US 7728592 B2
The present invention relates to an integrated magnetic resonance imaging (MRI) RF apparatus and method of constructing the same. One Embodiment of the present invention provides an MRI apparatus comprising an examination region, a patient support, at least one vacuum thermal isolation housing, a main magnet system for generating a main magnetic field in the examination region, and a cryogenic system. The vacuum thermal isolation housing comprises a hermetically sealed high vacuum jacket that encloses a low vacuum space hosting at least one superconductor RF coil and a heat sink assembly therein. The RF coil is in thermal contact with the heat sink assembly that is coupled to the cryogenic system through a heat pipe to achieve and maintain a desired low temperature at the superconductor RF coil.
1. A magnetic resonance imaging (MRI) apparatus comprising:
an examination region, at least one vacuum thermal isolation housing, a main magnet system for generating a main magnetic field in the examination region, and a cryogenic system integrated with the vacuum thermal isolation housing;
wherein the vacuum thermal isolation housing comprises a double wall hermetically sealed high vacuum jacket maintained at a pressure of 10 −6 to 10 −12 Torr, which encloses a low vacuum space at a pressure between 10 −3 to 10 −6 Torr;
said low vacuum space hosts at least one superconductor RF coil to provide a local examination region near a surface of the vacuum thermal isolation housing; said RF coil is in thermal contact with a heat sink assembly inside the low vacuum space; said heat sink assembly is coupled to the cryogenic system through a heat pipe to achieve and maintain a desired low temperature at the superconductor RF coil.
2. The MRI apparatus of
3. The MRI apparatus of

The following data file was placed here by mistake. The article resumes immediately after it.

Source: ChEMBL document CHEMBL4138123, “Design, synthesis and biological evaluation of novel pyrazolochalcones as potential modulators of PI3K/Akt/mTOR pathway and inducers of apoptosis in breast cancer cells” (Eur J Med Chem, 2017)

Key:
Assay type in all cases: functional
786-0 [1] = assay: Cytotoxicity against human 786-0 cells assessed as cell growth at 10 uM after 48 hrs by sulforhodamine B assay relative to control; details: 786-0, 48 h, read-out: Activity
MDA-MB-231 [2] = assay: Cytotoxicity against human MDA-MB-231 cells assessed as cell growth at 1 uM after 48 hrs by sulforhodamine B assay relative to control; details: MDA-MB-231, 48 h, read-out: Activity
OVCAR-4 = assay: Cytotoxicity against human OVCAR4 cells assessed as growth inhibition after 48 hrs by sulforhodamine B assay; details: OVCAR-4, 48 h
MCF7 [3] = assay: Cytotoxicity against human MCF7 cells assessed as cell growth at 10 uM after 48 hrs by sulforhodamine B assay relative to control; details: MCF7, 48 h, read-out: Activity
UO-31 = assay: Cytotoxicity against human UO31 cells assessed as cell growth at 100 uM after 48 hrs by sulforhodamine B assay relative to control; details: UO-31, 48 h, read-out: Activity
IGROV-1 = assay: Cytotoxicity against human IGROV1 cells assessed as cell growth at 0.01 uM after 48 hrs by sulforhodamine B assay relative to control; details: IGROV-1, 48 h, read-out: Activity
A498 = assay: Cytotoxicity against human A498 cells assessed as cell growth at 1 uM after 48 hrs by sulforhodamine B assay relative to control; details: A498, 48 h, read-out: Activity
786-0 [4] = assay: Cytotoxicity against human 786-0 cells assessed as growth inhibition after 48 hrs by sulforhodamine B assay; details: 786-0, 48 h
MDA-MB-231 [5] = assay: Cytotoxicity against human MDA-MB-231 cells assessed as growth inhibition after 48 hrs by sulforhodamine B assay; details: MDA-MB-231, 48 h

4. The MRI apparatus of
5. The MRI apparatus of
6. The MRI apparatus of
7. The MRI apparatus of
8. The MRI apparatus of
9. The MRI apparatus of
10. The MRI apparatus of
11. The MRI apparatus of
12. The MRI apparatus of
13. The MRI apparatus of
14. The MRI apparatus of
15. The MRI apparatus of
16. The MRI apparatus of
17. The MRI apparatus of
18. The MRI apparatus of
19. The MRI apparatus of
20. The MRI apparatus of
21. The MRI apparatus of
22. The MRI apparatus of
23. The MRI apparatus of
24. The MRI apparatus of
25. The MRI apparatus of
26. The MRI apparatus of
27. The MRI apparatus of
28. The MRI apparatus of
29. The MRI apparatus of
30. A method of constructing a magnetic resonance imaging (MRI) apparatus comprising:
providing an examination region, a patient support system, at least one vacuum thermal isolation housing, a main magnet system for generating a main magnetic field in the examination region, and a cryogenic system embedded in the patient support system;
constructing the vacuum thermal isolation housing by producing a double wall hermetically sealed high vacuum jacket at a pressure of 10 −6 to 10 −12 Torr; arranging the high vacuum jacket to enclose a low vacuum space at a pressure between 10 −3 to 10 −6 Torr;
placing at least one superconductor RF coil in thermal contact with a heat sink assembly in the low vacuum space; and
coupling the heat sink assembly to the cryogenic system through a heat pipe to achieve and maintain a desired low temperature at the superconductor RF coil.
The present invention relates to an integrated magnetic resonance imaging (MRI) apparatus and method of constructing the same.
Magnetic resonance imaging (MRI) is a noninvasive medical imaging technique widely used in radiology to visualize the structure and function of a human body or a living object. Because MRI scanner is able to create excellent images of various kinds of tissues of the body, especially the soft tissue due to the water content differences in those tissues, it provides doctors useful diagnostic information pertaining all parts of the body such as nervous system, musculoskeletal system, cardiovascular system, digestive system, and urinary reproductive system. This technique is particularly advantageous for early detection and treatment of stroke, real-time observation of cardiovascular function, and diagnosis of tumors and cancer. In addition, it is an exceptional tool for orthopedic injury diagnosis and surgery for man and animal alike. It can also perform in vivo chemical analysis through spectroscopy.